142 §4.

143 There are fifteen in the collection, but the second and third which are as long as the rest together, and are obviously extracts from the same work, are not by Hilary. He expressly (Fragm. i. §6) that he commence with the council of Arles and the exile of Paulinus. These documents narrate at great length events which began six years earlier, and with which Hilary and his province had no direct concern. This proves that the fragments are not a portion of the Liber adversus Ursacium et Valentem. Internal evidence proves not less clearly that they cannot be excerpts from some other work of Hilary. In Fragm. ii. §21 we are told that apparently in the year 349 Athanasius excommunicated Marcellus of Aneyra. It is of course, notorious that he never did so; the mistake is one which Hilary could not possibly have made. None the less, these fragments are both in themselves and in the documents which they embody, one of our most important authorities for the transactions they narrate, and are indisputably contemporary and authentic nor is there any reasonable doubt as to the genuineness of the thirteen. Those of them which reveal the inconstancy of Liberius have been assailed by some Roman Catholic writers, though they are accepted by others. The same suspicion has extended to others among the fragments, because they are found in company with these revelations concerning Liberius. But the doubts have been suggested by the wish to disbelieve.

144 This correspondence which Hilary has preserved (Fragm.xiii-xv)is interesting as shewing how difficult it must have been for the laity to determine who was, and who was not, a heretic, when all parties used the same Scriptural terms in commendation themselves and condemnation of their opponents. It begins with a public letter in which Germinius makes a declaration of faith in Homoeousion terms, without any mention of the reasons which had induced him to depart from the Homoean position. This is followed by a reproachful letter, also intended for publicity, from Valens, Ursacius, and others. They had refused to attend to the rumour of his defection: but now are compelled, by his own published letter, to ask the plain question, whether or not he adheres to `the Catholic Faith set forth and confirmed by the Holy Council at Rimini. 0' If he had added to the Homoean formula, which was that the Son is `like the Father, 0' the words `in substance 0' or `in all things, 0' he had fallen into the justly condemned heresy of Basil of Ancyra. They demand an explicit statement that he never had said, and never would say, anything of the kind; and warn him that he is gravely suspected, complaints of his teaching having been made by certain of his clergy to neighbouring bishops, which they trust will be proved groundless. Germinius made no direct reply to this letter, but addressed a manifesto to a number of more sympathetic bishops, containing the scriptural proofs of the divinity of Christ and recalling the fact that the Homoean leaders, before their own victory, had acquiesced in the Homoeousian confession. Any teaching to the contrary is the work, not of God, but of the spirit of this world, and he entreats those whom he addresses to circulate his letter as widely as possible, lest any should fall through ignorance into the snares of the devil. Germinius was assured of safety in writing thus. Valentinian's support of Auxentius had proved that bishops might hold what opinions they would on the great question provided they were not avowed Arians. Germinius had been a leader of the Homoean party, and it is at least possible that his change of front was due to his knowledge that the Emperor, though he would not eject Homoeans, had no sympathy with them and would allow them no influence. In fact, the smaller the share of conscience, the greater the historical interest of Germinius' action as shewing the decline of Homoean influence in the West.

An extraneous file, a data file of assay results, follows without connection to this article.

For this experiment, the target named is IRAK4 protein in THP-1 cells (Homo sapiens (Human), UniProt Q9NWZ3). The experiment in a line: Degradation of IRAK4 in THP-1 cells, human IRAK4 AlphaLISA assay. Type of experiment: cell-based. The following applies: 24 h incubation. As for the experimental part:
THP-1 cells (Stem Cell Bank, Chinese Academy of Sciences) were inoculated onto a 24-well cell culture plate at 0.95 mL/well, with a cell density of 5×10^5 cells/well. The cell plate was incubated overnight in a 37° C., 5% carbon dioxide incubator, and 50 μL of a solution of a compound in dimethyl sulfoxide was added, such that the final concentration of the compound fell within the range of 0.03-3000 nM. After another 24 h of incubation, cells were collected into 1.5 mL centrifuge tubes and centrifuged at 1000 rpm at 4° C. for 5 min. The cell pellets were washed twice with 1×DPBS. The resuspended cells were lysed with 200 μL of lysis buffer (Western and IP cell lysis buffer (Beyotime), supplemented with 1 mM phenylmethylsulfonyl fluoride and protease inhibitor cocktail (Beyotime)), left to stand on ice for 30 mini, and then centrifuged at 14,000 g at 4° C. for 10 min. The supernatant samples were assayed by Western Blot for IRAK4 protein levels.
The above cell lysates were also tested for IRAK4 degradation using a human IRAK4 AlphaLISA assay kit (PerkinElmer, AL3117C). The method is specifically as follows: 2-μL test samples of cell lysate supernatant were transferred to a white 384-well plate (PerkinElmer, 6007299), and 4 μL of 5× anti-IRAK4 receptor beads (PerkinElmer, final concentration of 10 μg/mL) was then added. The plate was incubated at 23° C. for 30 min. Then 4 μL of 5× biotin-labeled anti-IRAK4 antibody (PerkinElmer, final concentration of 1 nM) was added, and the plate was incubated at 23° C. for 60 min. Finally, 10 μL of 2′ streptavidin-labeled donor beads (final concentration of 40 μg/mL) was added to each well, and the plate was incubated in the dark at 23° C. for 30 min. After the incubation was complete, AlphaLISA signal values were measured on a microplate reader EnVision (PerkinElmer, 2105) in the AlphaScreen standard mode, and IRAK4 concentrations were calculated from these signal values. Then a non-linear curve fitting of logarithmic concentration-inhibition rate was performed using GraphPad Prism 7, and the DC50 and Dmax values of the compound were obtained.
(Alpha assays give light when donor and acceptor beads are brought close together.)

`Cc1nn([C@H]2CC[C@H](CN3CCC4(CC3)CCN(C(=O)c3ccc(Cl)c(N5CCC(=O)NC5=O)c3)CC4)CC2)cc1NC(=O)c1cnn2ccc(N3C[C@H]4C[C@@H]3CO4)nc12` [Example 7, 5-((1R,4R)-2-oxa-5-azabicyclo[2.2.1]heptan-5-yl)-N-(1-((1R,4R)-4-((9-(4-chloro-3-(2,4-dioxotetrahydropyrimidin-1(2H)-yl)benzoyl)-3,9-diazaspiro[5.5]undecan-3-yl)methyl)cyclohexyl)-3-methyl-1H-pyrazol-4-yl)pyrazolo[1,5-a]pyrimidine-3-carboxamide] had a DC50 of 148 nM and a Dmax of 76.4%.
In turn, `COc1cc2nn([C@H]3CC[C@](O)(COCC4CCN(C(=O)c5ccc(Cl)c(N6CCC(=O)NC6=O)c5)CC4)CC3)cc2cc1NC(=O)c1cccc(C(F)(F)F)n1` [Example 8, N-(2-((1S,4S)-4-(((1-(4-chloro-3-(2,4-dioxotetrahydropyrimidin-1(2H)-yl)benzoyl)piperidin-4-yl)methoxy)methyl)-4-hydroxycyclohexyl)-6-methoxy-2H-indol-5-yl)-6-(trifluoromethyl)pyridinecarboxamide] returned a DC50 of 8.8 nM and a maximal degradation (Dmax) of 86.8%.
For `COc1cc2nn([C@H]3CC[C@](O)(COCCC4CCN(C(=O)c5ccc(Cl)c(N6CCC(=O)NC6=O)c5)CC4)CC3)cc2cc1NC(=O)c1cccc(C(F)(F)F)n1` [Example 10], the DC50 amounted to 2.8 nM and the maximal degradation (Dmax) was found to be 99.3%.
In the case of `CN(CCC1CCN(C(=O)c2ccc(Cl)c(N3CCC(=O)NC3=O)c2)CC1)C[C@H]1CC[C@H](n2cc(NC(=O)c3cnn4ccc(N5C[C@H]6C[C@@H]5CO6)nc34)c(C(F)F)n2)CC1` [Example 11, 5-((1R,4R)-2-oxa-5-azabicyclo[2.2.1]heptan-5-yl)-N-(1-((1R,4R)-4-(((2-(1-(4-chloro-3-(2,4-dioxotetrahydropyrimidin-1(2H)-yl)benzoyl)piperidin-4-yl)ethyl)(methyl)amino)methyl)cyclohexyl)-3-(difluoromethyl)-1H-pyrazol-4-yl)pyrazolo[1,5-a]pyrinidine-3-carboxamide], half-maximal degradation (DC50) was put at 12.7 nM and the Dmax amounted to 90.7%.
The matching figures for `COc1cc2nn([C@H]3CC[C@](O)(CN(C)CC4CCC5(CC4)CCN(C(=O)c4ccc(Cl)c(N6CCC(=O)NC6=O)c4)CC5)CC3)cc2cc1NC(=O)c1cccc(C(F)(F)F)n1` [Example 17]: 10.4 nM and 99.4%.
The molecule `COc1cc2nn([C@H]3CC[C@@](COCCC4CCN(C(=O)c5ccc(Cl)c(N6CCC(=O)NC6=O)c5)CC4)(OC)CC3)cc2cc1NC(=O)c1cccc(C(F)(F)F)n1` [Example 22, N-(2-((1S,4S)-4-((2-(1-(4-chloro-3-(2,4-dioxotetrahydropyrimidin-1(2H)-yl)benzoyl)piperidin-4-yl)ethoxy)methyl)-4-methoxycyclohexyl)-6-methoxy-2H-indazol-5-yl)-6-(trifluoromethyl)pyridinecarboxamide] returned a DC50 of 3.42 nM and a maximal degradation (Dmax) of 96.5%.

145 Chron. ii. 45.

146 Those which have been in constant use in the preparation of this chapter have been an excellent article by Th. Forster in the Theologische studien und Kritiken for 1888, p 645 ff., and two full and valuable papers by Dr. Baltzer on the Theologie and Christology of Hilary in the programm of the Rottweil Gymnasium for 1879 and 1889 respectively. I have unfortunately not had access to Wirthmuller's work, Die Lehre d. hl. Hil. uber die Selbstenausserung Christi, but the citations in Baltzer and Schwane give some clue to its contents. The Introduction to the Benedictine edition is useful, though its value is lessened by an evident desire to make Hilary confirm to the accepted opinions of a later age. Dorners great work on the Doctrine of the person of Christ, in the English translation, with the Dogmengeschichte of Schwane (ed.2, 1895) and that of Harnack(ed 3, 1894) have also been constantly and profitably consulted. Indebttedness to other works is from time to time acknowledged in the notes.